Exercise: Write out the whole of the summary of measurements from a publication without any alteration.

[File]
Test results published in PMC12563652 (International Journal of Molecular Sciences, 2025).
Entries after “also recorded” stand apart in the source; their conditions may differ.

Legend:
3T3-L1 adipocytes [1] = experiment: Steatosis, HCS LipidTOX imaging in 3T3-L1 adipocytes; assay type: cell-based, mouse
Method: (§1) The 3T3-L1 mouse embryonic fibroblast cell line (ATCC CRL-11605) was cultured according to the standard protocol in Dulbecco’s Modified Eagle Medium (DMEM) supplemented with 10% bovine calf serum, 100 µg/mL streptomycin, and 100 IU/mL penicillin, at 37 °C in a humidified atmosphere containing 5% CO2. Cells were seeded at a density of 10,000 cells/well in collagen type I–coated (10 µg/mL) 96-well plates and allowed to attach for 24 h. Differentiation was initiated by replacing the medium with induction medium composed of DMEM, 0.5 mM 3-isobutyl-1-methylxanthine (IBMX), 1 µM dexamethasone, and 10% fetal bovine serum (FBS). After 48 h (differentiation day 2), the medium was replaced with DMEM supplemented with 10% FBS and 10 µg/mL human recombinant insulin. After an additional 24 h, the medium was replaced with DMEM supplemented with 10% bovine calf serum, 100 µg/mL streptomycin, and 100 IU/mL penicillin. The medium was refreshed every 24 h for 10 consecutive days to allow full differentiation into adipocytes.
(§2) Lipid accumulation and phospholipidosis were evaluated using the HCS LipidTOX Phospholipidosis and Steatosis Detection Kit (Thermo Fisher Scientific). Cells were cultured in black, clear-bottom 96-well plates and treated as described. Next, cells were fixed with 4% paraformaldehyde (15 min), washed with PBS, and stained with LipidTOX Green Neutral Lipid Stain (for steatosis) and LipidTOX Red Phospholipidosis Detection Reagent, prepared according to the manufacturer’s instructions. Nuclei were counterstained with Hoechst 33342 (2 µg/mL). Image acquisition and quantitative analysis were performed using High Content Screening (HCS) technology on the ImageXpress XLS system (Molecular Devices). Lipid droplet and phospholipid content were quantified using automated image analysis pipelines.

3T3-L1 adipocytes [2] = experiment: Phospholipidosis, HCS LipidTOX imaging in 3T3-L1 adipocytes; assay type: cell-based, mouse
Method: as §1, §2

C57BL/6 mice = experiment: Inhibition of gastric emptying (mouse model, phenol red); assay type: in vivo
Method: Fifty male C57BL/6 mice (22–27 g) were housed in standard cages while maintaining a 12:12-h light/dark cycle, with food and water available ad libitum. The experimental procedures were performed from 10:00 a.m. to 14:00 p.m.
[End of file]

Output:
Test results published in PMC12563652 (International Journal of Molecular Sciences, 2025).
Entries after “also recorded” stand apart in the source; their conditions may differ.

Legend:
3T3-L1 adipocytes [1] = experiment: Steatosis, HCS LipidTOX imaging in 3T3-L1 adipocytes; assay type: cell-based, mouse
Method: (§1) The 3T3-L1 mouse embryonic fibroblast cell line (ATCC CRL-11605) was cultured according to the standard protocol in Dulbecco’s Modified Eagle Medium (DMEM) supplemented with 10% bovine calf serum, 100 µg/mL streptomycin, and 100 IU/mL penicillin, at 37 °C in a humidified atmosphere containing 5% CO2. Cells were seeded at a density of 10,000 cells/well in collagen type I–coated (10 µg/mL) 96-well plates and allowed to attach for 24 h. Differentiation was initiated by replacing the medium with induction medium composed of DMEM, 0.5 mM 3-isobutyl-1-methylxanthine (IBMX), 1 µM dexamethasone, and 10% fetal bovine serum (FBS). After 48 h (differentiation day 2), the medium was replaced with DMEM supplemented with 10% FBS and 10 µg/mL human recombinant insulin. After an additional 24 h, the medium was replaced with DMEM supplemented with 10% bovine calf serum, 100 µg/mL streptomycin, and 100 IU/mL penicillin. The medium was refreshed every 24 h for 10 consecutive days to allow full differentiation into adipocytes.
(§2) Lipid accumulation and phospholipidosis were evaluated using the HCS LipidTOX Phospholipidosis and Steatosis Detection Kit (Thermo Fisher Scientific). Cells were cultured in black, clear-bottom 96-well plates and treated as described. Next, cells were fixed with 4% paraformaldehyde (15 min), washed with PBS, and stained with LipidTOX Green Neutral Lipid Stain (for steatosis) and LipidTOX Red Phospholipidosis Detection Reagent, prepared according to the manufacturer’s instructions. Nuclei were counterstained with Hoechst 33342 (2 µg/mL). Image acquisition and quantitative analysis were performed using High Content Screening (HCS) technology on the ImageXpress XLS system (Molecular Devices). Lipid droplet and phospholipid content were quantified using automated image analysis pipelines.

3T3-L1 adipocytes [2] = experiment: Phospholipidosis, HCS LipidTOX imaging in 3T3-L1 adipocytes; assay type: cell-based, mouse
Method: as §1, §2

C57BL/6 mice = experiment: Inhibition of gastric emptying (mouse model, phenol red); assay type: in vivo
Method: Fifty male C57BL/6 mice (22–27 g) were housed in standard cages while maintaining a 12:12-h light/dark cycle, with food and water available ad libitum. The experimental procedures were performed from 10:00 a.m. to 14:00 p.m.